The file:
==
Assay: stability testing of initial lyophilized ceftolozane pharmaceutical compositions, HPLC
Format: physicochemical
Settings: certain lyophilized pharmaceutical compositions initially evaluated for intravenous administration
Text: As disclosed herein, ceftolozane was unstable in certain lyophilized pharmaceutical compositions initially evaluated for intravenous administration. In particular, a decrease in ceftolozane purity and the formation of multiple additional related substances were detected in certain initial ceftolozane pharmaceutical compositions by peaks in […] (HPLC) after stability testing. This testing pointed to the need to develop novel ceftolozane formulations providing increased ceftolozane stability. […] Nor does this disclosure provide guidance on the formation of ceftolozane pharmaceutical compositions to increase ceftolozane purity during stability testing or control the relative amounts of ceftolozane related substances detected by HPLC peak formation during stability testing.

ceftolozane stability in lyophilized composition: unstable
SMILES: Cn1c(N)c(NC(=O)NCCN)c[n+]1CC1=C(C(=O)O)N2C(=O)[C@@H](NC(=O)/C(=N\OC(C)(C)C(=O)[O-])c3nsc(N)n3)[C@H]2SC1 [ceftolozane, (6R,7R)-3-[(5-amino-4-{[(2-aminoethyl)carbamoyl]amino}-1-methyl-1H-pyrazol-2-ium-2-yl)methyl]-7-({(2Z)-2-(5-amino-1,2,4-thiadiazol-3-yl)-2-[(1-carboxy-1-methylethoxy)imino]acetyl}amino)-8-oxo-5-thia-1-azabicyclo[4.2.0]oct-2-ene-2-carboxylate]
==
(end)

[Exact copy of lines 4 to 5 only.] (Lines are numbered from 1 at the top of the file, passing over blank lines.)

Text: As disclosed herein, ceftolozane was unstable in certain lyophilized pharmaceutical compositions initially evaluated for intravenous administration. In particular, a decrease in ceftolozane purity and the formation of multiple additional related substances were detected in certain initial ceftolozane pharmaceutical compositions by peaks in […] (HPLC) after stability testing. This testing pointed to the need to develop novel ceftolozane formulations providing increased ceftolozane stability. […] Nor does this disclosure provide guidance on the formation of ceftolozane pharmaceutical compositions to increase ceftolozane purity during stability testing or control the relative amounts of ceftolozane related substances detected by HPLC peak formation during stability testing.

ceftolozane stability in lyophilized composition: unstable